For a pair of Red Deer Rebels a recent floor hockey game against the Grade 5 students at Holy Family School was more than break from the WHL pressure.
“I went to school here for five years so I saw where my old locker used to be, the classrooms I used to be in and some of the teachers that you had,” said Scott Feser. “It’s a pretty cool experience.”
His teammate Kolton Dixon agreed. “It’s a flashback from the past for sure. It’s the first time I’ve been back since I was in Grade 5 actually so it was kind of cool to reconnect with some of my old teachers.”
The Rebels do a handful of these floor hockey events during the season which provides the players a chance to connect with young fans and take a step back from the rigors of junior hockey.
“It’s great, you get to kind of clear your head from the rink and come out and have some fun. Just be a kid at heart again and have some fun with the little guys, teach them a thing or two at floor hockey and just if anything, be great role models for them and be someone they might want to be,” said Dixon.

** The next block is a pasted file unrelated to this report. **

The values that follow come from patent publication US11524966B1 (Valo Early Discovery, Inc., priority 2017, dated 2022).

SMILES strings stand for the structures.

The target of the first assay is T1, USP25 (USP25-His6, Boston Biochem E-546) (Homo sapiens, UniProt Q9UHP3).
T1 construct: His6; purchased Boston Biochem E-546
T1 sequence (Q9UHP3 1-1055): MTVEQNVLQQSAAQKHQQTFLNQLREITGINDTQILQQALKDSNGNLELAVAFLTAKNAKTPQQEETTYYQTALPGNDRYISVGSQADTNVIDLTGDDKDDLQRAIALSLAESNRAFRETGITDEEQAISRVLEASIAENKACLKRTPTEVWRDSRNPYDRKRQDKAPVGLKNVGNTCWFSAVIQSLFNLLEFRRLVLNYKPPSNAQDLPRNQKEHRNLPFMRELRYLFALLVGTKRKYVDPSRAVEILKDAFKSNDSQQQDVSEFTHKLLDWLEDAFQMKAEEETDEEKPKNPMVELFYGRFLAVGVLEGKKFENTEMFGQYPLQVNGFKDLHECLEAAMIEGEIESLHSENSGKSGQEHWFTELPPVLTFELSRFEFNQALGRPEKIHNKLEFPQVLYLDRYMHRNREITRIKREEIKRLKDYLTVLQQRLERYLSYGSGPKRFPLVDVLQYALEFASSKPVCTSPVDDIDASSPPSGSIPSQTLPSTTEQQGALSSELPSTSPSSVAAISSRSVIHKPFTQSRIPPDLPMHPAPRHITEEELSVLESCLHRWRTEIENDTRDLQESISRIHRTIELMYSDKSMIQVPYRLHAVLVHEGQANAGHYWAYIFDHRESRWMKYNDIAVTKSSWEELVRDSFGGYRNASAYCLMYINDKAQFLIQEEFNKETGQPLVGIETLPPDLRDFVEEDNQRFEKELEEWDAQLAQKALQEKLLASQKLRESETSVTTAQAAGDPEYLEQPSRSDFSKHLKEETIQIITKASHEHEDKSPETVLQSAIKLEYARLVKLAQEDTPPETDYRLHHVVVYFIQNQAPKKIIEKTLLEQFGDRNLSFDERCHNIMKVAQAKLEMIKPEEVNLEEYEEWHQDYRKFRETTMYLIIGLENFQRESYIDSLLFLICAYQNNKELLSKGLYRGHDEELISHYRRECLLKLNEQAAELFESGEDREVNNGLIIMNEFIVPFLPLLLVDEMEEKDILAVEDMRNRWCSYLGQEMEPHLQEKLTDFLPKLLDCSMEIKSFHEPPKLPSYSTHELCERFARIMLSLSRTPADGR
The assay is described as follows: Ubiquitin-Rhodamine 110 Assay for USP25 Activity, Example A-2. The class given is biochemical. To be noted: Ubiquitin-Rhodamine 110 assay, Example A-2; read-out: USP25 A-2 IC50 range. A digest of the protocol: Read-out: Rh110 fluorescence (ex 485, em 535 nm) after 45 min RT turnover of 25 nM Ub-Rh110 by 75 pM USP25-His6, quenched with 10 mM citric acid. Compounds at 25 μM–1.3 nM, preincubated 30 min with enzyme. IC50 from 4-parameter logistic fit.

Feser added it was a day which stirred up a few memories for him when he was the student, anxious to take on the Rebels in a game of floor hockey.
“I used to be that little kid waiting for an autograph so I know it makes it that much more special.”
Once the puck is dropped the students seem to forget about anything else which may have happened that day and the Rebels players recall what made them a good floor hockey player back in the day.
“Probably the full ice shot,” said Feser. “I remember these foam pucks, how they float so well so at lunch time when we played I’d let one go from my own end and hopefully it would find its way back there.”
Dixon added “I had a couple of good slap shots I do remember faintly but nothing too spectacular.”
The enjoyment from the floor hockey is evident on the faces of the students as well as the players and it’s a simple gesture from a very visible group within the community.
“It’s absolutely an honour to give back to some place I actually went to,” said Dixon. “To know what they’re feeling, what they’re experiencing even better and it makes it easier to give back to the community.”